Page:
did you describe the other woman as having 'lost the plot'? perhaps thats why she got pissy with you.

its not a competition, you're right. everyone's pain and experience is different.

VoldysGoneMouldy Fri 07-Oct-16 14:39:05

Did you describe her as having 'lost the plot'? Because that would probably put my back up too.

I think your friend was wrong to dig at you, but there does seem to be a lot of minimzing of early losses, and she was probably being defensive of the other friend, but also of herself. I've had a lot of people consider my losses as less significant because they were early, and without (major) complications.

I'm sorry for your loss flowers Take care of yourself.

Lovelyideas Fri 07-Oct-16 14:40:47

Agree with the wise words of ParForTheCourses Fri 07-Oct-16 14:10:55

MargaretCavendish Fri 07-Oct-16 14:40:56

Firstly, I'm so sorry about your experience. I know you didn't mean to, but it does sound like you were criticising the woman who had the MC at 7 weeks, not just with the 'totally lost the plot' comment but also by saying that she'd been very negative and we were trying to be positive. I think that does sound a bit like 'she reacted incorrectly', which is quite hurtful. I'm not really sure you get to choose whether you have a 'destructive rather than strengthening' experience.

PurpleDaisies Fri 07-Oct-16 14:51:12

I'm not really sure you get to choose whether you have a 'destructive rather than strengthening' experience.

I agree with this. I don't think you necessarily get to choose whether you react negatively or "positively"-being depressed is also common after miscarrying. Please don't describe your friend as having lost the plot.

I'm sorry for your loss. I think you have inadvertently used language that could be quite upsetting. What she said to you about it just being a bunch of cells was totally inappropriate. Maybe you should both move on and not talk about it any more.

Lovelyideas Fri 07-Oct-16 15:15:49

I believe the Op may be reporting language that the other person used? But she will clarify

I am sorry for the loss too

I get what you say about positives xx x

mumsanddadsareequal Fri 07-Oct-16 16:22:09

Thank you all so much for your comments. I certainly didn't say 'lost the plot' to her, that's just my language here. The friend she said I should talk to had been very hurt and hurt others - she said friends who had had babies had 'betrayed her', she cut a lot of people out for being happy (including me when I got engaged) and wouldn't talk to anyone with children. She was not someone I wanted advice from, but saying she was destructive was, I can see, was insensitive.
I didn't mean to be hurtful and the language I used was far too blunt.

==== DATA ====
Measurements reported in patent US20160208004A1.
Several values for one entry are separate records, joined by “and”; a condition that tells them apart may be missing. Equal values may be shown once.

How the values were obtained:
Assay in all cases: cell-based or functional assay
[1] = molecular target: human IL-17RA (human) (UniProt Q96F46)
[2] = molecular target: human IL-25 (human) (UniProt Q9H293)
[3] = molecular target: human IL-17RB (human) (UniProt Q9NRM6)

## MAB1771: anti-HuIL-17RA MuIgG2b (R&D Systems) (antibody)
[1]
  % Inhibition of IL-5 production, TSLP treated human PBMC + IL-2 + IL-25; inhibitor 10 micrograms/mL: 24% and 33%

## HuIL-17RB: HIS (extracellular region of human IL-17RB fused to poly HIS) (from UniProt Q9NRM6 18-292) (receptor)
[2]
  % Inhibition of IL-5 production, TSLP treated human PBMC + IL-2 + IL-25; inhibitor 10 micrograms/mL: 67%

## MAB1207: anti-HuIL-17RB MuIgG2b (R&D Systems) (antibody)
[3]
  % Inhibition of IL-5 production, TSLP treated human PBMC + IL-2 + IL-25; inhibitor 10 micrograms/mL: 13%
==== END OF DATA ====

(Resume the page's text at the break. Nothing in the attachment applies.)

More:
It doesn't matter how early or late an mc is, it is always painful and the hope of a baby is taken from you at any stage that it happens.

I was very sensitive and now realise that everyone is after a mc but some are kind and understanding about it and others are defensive and hurtful.
Maybe I was saying she had reacted badly, which isn't for me to judge. I never realised there was so much politics to all this.

user1474627704 Fri 07-Oct-16 16:32:09

* Is it normal for people to become unkind after an mc? Surely we should be understanding as women?*

Maybe she feels like she could say the same about you, after that conversation?

I did once have a woman tell me that I didn't understand what a "proper m/c" was like as the one had I just mentioned was at 6 weeks, and hers was at 9 weeks. She managed to look a bit contrite when I told her the other three I'd had were all after 12 weeks.
But people talk shite about everything. Why not this? IF we want people to talk about it more and bring it out into the open, we should probably start with not expecting people to talk about it in any particular way.

Scholes34 Fri 07-Oct-16 16:42:42

Now I'm pregnant again I get 'well that one wasn't meant to be' and 'everything happens for the best'. Which is grossly insensitive.

But don't forget that some people do get through these circumstances by thinking exactly that, ie that it's nature's way of dealing with what wasn't meant to be, if something's not quite as it should be. Because people deal with miscarriages in such different ways, it can make it difficult to talk to people.

mumsanddadsareequal Fri 07-Oct-16 16:45:44

user1474627704, I think it is dreadful for anyone to say one is 'proper' and one is not. I'm so sorry that was said to you, I'm also sorry that you have gone through this 4 times, it seems so cruel.

I think I have learnt my lesson. I won't discuss miscarriages with anyone, old friends or not.

Thank you everyone for your comments, they've helped me see things differently.

MrsRaymondReddington Fri 07-Oct-16 16:48:05

Unfortunately people sometimes cannot sympathise or empathise properly because they allow their own personal experiences to get in the way, so do try not to get tangled up in the politics of it. If it's just a shoulder you need, sometimes it's best to talk to someone who (as far as you know) hasn't experienced the same. I'm very sorry for your loss OP flowers

ParForTheCourses Fri 07-Oct-16 18:01:21

Scholes34 while I appreciate that it was still very insensitive especially as she then compared it to losing a job. I could accept it from others as being well meaning, from her it was blasé.

If you don't know what to say you let the other person lead. You'll soon know if they need those kind of words.